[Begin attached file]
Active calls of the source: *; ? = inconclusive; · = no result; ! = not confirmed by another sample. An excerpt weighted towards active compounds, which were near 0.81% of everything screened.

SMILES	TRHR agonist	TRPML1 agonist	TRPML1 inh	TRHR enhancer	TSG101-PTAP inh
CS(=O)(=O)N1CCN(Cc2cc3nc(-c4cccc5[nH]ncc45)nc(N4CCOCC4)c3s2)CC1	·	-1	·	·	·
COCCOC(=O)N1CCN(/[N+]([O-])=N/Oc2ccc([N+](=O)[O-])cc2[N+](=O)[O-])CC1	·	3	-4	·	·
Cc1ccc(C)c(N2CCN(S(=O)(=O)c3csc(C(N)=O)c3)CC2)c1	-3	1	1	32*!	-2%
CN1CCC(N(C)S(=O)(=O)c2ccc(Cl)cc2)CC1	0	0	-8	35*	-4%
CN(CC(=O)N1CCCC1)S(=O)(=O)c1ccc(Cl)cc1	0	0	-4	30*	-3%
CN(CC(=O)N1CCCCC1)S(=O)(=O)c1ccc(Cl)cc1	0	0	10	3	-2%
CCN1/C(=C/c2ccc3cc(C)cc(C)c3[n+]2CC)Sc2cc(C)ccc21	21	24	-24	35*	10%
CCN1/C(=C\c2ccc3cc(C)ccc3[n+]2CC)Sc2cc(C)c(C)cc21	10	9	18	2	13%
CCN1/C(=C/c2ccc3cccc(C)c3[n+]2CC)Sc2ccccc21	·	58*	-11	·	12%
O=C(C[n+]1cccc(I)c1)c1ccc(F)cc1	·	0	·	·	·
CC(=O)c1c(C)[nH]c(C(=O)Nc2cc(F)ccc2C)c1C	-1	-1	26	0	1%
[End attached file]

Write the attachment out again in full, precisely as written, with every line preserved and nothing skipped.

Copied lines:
Active calls of the source: *; ? = inconclusive; · = no result; ! = not confirmed by another sample. An excerpt weighted towards active compounds, which were near 0.81% of everything screened.

SMILES	TRHR agonist	TRPML1 agonist	TRPML1 inh	TRHR enhancer	TSG101-PTAP inh
CS(=O)(=O)N1CCN(Cc2cc3nc(-c4cccc5[nH]ncc45)nc(N4CCOCC4)c3s2)CC1	·	-1	·	·	·
COCCOC(=O)N1CCN(/[N+]([O-])=N/Oc2ccc([N+](=O)[O-])cc2[N+](=O)[O-])CC1	·	3	-4	·	·
Cc1ccc(C)c(N2CCN(S(=O)(=O)c3csc(C(N)=O)c3)CC2)c1	-3	1	1	32*!	-2%
CN1CCC(N(C)S(=O)(=O)c2ccc(Cl)cc2)CC1	0	0	-8	35*	-4%
CN(CC(=O)N1CCCC1)S(=O)(=O)c1ccc(Cl)cc1	0	0	-4	30*	-3%
CN(CC(=O)N1CCCCC1)S(=O)(=O)c1ccc(Cl)cc1	0	0	10	3	-2%
CCN1/C(=C/c2ccc3cc(C)cc(C)c3[n+]2CC)Sc2cc(C)ccc21	21	24	-24	35*	10%
CCN1/C(=C\c2ccc3cc(C)ccc3[n+]2CC)Sc2cc(C)c(C)cc21	10	9	18	2	13%
CCN1/C(=C/c2ccc3cccc(C)c3[n+]2CC)Sc2ccccc21	·	58*	-11	·	12%
O=C(C[n+]1cccc(I)c1)c1ccc(F)cc1	·	0	·	·	·
CC(=O)c1c(C)[nH]c(C(=O)Nc2cc(F)ccc2C)c1C	-1	-1	26	0	1%